# How can I open a file in “append” mode?

Could not find anything in the TeXBook, but this could be just me.

I guess it is always possible to open the file for reading, copy its content to another file, and then continue writing to that file. Finally, you could escape to shell to remove the original file and rename the newly generated file to the file you have just created.

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I've wondered about this, and concluded that the only way is as you say to read everything in. The TeX \openout primitive simply does not allow appending. (Of course, LuaTeX is a different case). –  Joseph Wright Feb 23 '11 at 7:37
@Joseph: if you write this as an answer, I could mark it is as correct, just to tidy this up and close that question. –  Yossi Gil Feb 24 '11 at 0:08
Related question: "File copy without expansion" –  Martin Scharrer Mar 1 '11 at 17:00

I agree with Joseph that TeX doesn't support appending to an existing file. However it is possible to read the existing content and write it together with the new content back to the file. This is of course much less efficient than simply appending content, but the only possible way in TeX.

The catchfile makes the reading of the existing content quite easy:

\documentclass{article}

\usepackage{catchfile}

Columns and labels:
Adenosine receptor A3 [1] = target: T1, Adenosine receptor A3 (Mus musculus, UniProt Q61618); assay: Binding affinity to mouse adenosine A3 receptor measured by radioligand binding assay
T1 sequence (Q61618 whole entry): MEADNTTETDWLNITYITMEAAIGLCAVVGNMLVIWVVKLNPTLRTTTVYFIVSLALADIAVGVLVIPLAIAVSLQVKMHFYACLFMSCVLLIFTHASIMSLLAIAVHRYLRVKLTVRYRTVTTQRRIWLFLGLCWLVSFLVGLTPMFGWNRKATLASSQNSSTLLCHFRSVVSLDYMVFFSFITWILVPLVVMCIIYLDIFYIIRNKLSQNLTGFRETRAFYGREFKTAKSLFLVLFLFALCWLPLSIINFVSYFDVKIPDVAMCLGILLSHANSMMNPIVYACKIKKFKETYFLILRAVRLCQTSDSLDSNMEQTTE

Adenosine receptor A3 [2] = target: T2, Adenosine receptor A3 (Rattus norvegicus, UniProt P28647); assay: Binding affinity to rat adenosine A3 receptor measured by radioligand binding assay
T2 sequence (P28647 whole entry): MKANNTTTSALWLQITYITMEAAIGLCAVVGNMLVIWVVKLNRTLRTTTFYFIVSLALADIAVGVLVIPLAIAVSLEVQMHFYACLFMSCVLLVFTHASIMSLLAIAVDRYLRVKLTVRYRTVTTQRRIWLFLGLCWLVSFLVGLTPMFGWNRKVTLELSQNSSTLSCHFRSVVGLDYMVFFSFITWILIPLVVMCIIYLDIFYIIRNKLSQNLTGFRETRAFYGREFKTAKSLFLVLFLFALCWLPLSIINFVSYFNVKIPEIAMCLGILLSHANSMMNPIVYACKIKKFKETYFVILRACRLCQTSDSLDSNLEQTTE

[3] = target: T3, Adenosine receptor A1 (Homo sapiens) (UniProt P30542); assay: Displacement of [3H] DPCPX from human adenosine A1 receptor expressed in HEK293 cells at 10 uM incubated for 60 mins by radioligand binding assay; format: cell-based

\newwrite\appendwrite
\newcommand*\appendtofile[2]{%
\begingroup
\IfFileExists{#1}%
{\CatchFileDef{\filecontent}{#1}{\endlinechar=^^J\catcode\endlinechar=12\relax}}% keep existing end-of-lines
{\let\filecontent\empty}%
\immediate\openout\appendwrite=#1\relax
\immediate\write\appendwrite{\filecontent #2}%
\immediate\closeout\appendwrite
\endgroup
}

\begin{document}

\appendtofile{\jobname.test}{First line}

First:\\\fbox{\input{\jobname.test}}

\appendtofile{\jobname.test}{Second line}

Second:\\\fbox{\input{\jobname.test}}

\end{document}


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I've wondered about this, and concluded that the only way is as you say to read everything in. The TeX \openout primitive simply does not allow appending. (Of course, LuaTeX is a different case). If you are going to read everything in, the e-TeX \readline primitive might be useful, as it reads everything detokenized.

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You could write what you want to append into a new file, and rewrite both files together at the end of the run. Something like the following.

\documentclass{minimal}
\newwrite\mywrite
\newcount\mycount

\makeatletter
\newcommand{\makeallother}{%
\mycount0\relax
\loop\ifnum\mycount<255\relax
\catcode\mycount12\relax
\repeat
}
\newcommand*{\VerbatimFile}[2]{%
\begingroup
\newlinechar\endlinechar
\makeallother
\everyeof{\noexpand}%
\immediate\openout\mywrite #1\relax
\def\from##1{\immediate\write\mywrite{\@@input ##1 }}%
#2\relax
\immediate\closeout\mywrite
\endgroup
}
\makeatother

\AtBeginDocument{\immediate\openout\mywrite\jobname.append\relax}
\AtEndDocument{%
\immediate\closeout\mywrite
\VerbatimFile{\jobname.output}{%
\from{\jobname.tex}%
\from{\jobname.append}%
}%
}

\begin{document}

\newcommand{\test}[1]{\immediate\write\mywrite{#1}}
\test{abc}
\test{cde}

\end{document}
`
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